A Behavioral Activation Approach to Smoking Cessation for Depressed Smokers at VA Medical Centers.
Lejuez, Carl W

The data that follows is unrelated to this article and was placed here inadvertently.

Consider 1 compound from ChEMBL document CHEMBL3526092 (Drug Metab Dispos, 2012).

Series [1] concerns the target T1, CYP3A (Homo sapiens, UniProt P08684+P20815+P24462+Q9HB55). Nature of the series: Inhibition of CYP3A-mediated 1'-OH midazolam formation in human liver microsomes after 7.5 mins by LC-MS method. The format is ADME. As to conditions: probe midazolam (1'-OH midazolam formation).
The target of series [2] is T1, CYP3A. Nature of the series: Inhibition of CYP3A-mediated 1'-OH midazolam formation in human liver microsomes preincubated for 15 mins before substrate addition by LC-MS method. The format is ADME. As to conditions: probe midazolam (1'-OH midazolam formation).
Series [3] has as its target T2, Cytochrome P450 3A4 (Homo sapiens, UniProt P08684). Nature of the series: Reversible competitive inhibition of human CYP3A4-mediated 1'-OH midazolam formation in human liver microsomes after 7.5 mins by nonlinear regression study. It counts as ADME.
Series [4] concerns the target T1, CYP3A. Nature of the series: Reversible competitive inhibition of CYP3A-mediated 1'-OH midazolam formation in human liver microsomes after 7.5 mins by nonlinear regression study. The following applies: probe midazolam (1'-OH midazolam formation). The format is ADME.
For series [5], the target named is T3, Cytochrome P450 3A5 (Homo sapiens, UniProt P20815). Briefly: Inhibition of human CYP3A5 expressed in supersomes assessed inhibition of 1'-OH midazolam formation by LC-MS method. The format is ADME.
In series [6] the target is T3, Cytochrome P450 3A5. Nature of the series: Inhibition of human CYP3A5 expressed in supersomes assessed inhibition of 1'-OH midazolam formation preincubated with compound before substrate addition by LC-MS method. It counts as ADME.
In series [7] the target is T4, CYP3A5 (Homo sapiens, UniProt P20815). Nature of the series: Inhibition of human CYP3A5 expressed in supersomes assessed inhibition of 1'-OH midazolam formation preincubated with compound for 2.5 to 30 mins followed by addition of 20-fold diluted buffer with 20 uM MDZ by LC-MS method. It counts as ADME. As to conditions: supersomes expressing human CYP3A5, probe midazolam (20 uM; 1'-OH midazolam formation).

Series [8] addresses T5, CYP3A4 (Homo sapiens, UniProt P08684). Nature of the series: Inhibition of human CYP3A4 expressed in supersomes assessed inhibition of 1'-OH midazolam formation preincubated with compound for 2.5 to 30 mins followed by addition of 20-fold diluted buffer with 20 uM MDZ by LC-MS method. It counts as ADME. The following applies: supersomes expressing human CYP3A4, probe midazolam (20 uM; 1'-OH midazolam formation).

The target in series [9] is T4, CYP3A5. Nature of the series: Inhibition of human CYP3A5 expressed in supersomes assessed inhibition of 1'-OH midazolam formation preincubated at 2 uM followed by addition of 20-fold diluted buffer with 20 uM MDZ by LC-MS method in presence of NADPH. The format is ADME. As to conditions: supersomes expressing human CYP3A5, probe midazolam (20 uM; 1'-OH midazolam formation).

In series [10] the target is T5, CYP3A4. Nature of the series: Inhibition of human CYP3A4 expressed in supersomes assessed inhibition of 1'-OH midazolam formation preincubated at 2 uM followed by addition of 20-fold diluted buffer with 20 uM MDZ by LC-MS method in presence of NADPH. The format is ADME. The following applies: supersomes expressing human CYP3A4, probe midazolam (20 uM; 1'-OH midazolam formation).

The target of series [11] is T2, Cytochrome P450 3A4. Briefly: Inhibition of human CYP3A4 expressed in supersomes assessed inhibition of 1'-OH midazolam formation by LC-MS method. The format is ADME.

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Depressed smokers experience greater difficulty in quitting, and patients who report improvement in depressive symptoms during smoking cessation treatment achieve higher rates of abstinence. Patients may benefit from a novel treatment approach that combines standard smoking cessation with behavioral activation treatment for depression (BA; Jacobson et al., 1996). Veterans Affairs (VA) Medical Center patients are a psychiatrically complex population with a smoking prevalence 10% higher than the general population. VA patients experience low cessation rates and may be underserved by standard treatments. The purpose of the present study was the development and initial investigation of a brief BA-based smoking intervention called the Life Enhancement Treatment for Smoking (LETS-Quit). A total of 21 VA patients with elevated (>12) Beck Depression Inventory-II scores (BDI-II; Beck, Steer, & Brown, 1996) received 3-sessions of LETS-Quit or a control treatment and were followed for 30 days. A small sample size limited treatment evaluation and no benefit of LETS-Quit on smoking outcome was noted. However, findings suggested a strong effect of LETS-Quit on depressive symptoms. Treatment of depression during smoking cessation may greatly improve long-term success rates for this difficult to treat population. The feasibility and potential effectiveness of LETS-Quit in outpatient medical settings is discussed to guide further treatment evaluation.